SAN DIEGO – The San Diego City Council took the first step Tuesday in capping short-term rentals at 1% of the city’s housing supply and prioritizing “good actors” in a lottery to determine who gets to offer homes for whole-home vacation rentals.
The council voted 8-1 to approve the first reading of the ordinance, which City Council President Jennifer Campbell called a compromise between property owners and corporate rental services such as VRBO and Airbnb.
Around 16,000 short-term rentals are currently in the city. With a shortage of affordable housing, some people argue reducing short-term rentals would free up units for locals. Others have been pushing for changes because they’re tired of Airbnb parties going on next door.
The city estimates there will be a little over 5,000 licenses handed out when the ordinance goes into effect in 2022. Final approval requires a second vote at a future council meeting.
The ordinance will return to council in October for updates on the lottery and prioritization related to licensing with details of the new restrictions ironed out over the coming months.
“We’ve considered many perspectives and believe we have crafted what is best for our city,” Campbell said.
Campbell thanked “everyone who was a part of putting together this ordinance and who has fought so hard to implement common sense ideas to our city.”
“This ordinance shows San Diegans that our city government can do what we’re elected to do — to solve our most confounding problems with workable solutions,” Campbell said.
The ordinance places short-term rentals into four categories: part-time rentals rented 20 days a year; home-sharing rentals; whole-home rentals; and whole-home rentals in Mission Beach. The latter two are the subject of the ordinance’s most strict restrictions.
Highlights of the ordinance include:
- Capping whole-home short-term rentals at 1% of the city’s housing stock per the San Diego Planning Commission, which presently equates to 5,400;
- Reducing whole-home short-term rentals based on the city auditor’s estimation that more than 14,700 short-term rentals exist, including 1,667 in Mission Beach;
- Not limiting home-sharing short-term rentals;
- Allowing part-time short-term rental operators to obtain a license at lower annual fees to accommodate high visitor events;
- Yearly assessment of the program to determine if it is equitable and effective;
- Requiring a local contact be able to respond to disturbances at the property in one hour or less;
- Allowing short-term rental owners a maximum of one license, per person; and
- Creating a detailed Good Neighbor Policy along with strict enforcement guidelines, a fine structure for violations, and a license revocation standard.
More than 130 people called into the council meeting, many to express relief the city was tackling the long-simmering issue, but others to express dismay at the “lottery” system which would assign short-term rental licenses to home owners.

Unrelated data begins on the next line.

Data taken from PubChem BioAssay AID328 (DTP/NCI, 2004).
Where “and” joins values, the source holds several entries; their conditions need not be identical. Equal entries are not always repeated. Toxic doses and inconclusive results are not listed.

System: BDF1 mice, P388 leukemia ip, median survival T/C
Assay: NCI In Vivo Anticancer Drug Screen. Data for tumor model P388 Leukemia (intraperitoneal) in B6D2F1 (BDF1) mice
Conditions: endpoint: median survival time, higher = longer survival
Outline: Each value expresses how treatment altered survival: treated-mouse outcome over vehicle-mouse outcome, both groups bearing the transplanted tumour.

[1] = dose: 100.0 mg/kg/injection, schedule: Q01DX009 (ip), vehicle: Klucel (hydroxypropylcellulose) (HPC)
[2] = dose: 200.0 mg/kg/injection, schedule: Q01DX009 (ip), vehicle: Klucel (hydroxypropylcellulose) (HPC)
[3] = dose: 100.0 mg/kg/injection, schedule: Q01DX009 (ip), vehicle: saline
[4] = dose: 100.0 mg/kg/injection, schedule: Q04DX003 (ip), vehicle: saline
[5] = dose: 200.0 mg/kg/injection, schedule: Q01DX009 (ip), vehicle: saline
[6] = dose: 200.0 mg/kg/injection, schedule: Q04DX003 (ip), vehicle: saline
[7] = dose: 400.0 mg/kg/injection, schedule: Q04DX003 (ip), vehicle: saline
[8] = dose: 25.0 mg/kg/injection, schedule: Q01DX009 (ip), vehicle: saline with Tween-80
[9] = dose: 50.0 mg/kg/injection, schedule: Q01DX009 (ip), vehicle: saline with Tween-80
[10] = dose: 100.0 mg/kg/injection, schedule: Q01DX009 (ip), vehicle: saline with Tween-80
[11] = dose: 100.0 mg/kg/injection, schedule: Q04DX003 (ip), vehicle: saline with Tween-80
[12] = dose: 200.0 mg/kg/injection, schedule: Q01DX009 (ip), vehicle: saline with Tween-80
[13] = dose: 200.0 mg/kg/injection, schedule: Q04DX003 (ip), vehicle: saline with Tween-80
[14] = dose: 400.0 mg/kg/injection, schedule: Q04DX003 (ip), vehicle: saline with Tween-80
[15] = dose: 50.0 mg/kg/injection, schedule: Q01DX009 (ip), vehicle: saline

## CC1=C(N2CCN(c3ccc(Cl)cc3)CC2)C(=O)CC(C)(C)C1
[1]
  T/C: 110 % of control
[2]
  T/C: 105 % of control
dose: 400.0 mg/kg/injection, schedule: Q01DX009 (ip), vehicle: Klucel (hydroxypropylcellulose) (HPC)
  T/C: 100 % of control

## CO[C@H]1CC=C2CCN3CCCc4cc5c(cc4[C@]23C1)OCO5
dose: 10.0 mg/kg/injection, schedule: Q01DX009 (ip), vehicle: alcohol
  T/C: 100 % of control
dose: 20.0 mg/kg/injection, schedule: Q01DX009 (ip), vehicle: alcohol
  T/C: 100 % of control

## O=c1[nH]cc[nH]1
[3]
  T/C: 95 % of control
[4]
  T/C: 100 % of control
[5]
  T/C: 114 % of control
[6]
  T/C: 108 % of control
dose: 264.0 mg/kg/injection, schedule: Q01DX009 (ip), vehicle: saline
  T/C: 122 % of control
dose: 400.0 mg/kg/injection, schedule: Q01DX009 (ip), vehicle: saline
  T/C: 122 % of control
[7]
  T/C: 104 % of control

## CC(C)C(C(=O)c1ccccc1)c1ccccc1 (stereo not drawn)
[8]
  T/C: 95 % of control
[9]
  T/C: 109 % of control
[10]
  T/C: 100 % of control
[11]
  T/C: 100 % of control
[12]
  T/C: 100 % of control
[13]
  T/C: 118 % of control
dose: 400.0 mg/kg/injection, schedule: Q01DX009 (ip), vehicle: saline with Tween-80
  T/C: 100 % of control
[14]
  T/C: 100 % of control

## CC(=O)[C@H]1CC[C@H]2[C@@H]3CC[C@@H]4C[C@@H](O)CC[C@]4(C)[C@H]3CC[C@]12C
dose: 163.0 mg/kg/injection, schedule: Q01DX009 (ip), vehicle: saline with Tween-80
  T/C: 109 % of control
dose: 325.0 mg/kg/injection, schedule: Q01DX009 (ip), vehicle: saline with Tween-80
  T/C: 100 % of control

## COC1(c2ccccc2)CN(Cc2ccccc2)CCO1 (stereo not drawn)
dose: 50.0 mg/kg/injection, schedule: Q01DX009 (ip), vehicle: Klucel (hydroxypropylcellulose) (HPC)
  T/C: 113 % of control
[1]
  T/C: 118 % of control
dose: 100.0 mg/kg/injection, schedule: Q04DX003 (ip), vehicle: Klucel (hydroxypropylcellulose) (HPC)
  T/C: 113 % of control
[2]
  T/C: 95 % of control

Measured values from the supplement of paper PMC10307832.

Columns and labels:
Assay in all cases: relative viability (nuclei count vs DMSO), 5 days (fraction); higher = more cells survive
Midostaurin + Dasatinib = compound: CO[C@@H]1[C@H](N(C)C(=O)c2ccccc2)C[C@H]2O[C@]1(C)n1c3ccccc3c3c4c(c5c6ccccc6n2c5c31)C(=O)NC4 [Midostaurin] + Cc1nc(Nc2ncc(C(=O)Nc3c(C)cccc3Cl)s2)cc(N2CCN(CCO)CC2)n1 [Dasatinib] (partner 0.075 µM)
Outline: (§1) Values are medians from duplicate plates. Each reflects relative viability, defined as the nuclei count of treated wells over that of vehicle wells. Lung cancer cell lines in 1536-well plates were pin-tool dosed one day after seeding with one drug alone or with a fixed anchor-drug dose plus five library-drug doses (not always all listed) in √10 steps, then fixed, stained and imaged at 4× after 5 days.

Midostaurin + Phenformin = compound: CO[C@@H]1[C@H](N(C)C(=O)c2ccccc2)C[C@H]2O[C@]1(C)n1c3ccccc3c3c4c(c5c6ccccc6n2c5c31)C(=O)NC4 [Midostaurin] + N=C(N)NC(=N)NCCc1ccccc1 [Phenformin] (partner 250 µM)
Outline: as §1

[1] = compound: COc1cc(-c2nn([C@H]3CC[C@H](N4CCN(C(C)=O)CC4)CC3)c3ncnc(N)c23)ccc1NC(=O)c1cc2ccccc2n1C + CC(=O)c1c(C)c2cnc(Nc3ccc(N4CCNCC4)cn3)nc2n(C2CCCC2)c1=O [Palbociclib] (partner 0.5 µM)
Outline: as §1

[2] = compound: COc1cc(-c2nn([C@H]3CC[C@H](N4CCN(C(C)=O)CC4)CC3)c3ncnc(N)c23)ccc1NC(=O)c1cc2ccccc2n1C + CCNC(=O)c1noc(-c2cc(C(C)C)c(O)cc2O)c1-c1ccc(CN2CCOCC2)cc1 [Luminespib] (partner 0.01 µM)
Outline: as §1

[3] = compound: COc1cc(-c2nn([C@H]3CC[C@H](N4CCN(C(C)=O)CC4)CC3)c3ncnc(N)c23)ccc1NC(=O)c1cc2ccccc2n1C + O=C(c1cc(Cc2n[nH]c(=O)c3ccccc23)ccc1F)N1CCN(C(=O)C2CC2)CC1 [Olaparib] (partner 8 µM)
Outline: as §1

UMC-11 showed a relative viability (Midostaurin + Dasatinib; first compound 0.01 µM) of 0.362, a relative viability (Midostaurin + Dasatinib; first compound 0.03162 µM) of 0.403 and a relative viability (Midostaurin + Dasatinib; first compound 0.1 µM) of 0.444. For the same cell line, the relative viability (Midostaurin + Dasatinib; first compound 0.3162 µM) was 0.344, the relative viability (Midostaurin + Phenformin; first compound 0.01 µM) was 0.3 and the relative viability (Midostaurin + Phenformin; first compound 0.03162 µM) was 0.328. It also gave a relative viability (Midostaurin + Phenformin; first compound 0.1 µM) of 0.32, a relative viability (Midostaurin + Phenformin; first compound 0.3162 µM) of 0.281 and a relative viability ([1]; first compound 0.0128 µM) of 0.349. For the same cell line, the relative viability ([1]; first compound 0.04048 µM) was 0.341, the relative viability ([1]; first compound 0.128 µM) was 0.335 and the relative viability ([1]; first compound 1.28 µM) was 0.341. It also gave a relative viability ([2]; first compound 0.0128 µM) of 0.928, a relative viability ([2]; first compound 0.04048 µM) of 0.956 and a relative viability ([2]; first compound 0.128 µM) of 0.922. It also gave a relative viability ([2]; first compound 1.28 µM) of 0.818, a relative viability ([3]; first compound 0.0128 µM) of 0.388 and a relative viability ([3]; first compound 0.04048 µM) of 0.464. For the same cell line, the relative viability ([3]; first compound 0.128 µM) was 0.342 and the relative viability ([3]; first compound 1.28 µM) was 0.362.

One Mission Bay resident described the lottery as inherently unfair because she had used her property in a “strict” manner and didn’t allow large parties or gatherings. She said people who have abided by city laws in renting homes should receive priority in receiving a license under the new ordinance.
Councilman Raul Campillo agreed. He successfully amended the ordinance to prioritize “good actors” when licensing begins later this year.
The sole no vote was Councilman Joe LaCava, who proposed four amendments which would have been much stricter than the version which passed. He was concerned with equity in the ordinance and how to hold rental platforms accountable.
Councilwomen Monica Montgomery Steppe and Marni von Wilpert and Councilman Sean Elo Rivera shared LaCava’s concerns but voted to pass the ordinance with the intention to refine it later.
The reduced number of short-term rentals will reduce the city’s Transient Occupancy Tax — essentially a hotel tax — by between $4.4 million and $7.3 million annually, according to a report from the Office of the Independent Budget Analyst.
Mayor Todd Gloria applauded the council on the vote and said he would do what he could to ensure it was enforced.
“Should the council take the final step in adopting these regulations, my administration will ensure that they are fully and faithfully implemented and enforced. I am committed to revisiting these regulations and assessing their efficacy after one year,” he said.
Organizations such as Save San Diego Neighborhoods are far from pleased with the plan, which it called a “multibillion dollar theft of San Diego housing, by legalizing short-term vacation rentals in residential neighborhoods citywide.”
That organization claims the ordinance is illegal on the basis of not being consistent with the city’s general plan and coastal program. Save San Diego Neighborhoods threatened litigation if the city council passed the ordinance.
Campbell said her ordinance will increase the housing supply.
“San Diegans will have more homes to buy or rent, neighborhoods will see a massive reduction in STRs in their communities with real enforcement to weed out bad actors,” Campbell said.
“This truly represents what San Diegans want to see: an end to the ‘wild west’ STR environment that has negatively impacted so many.”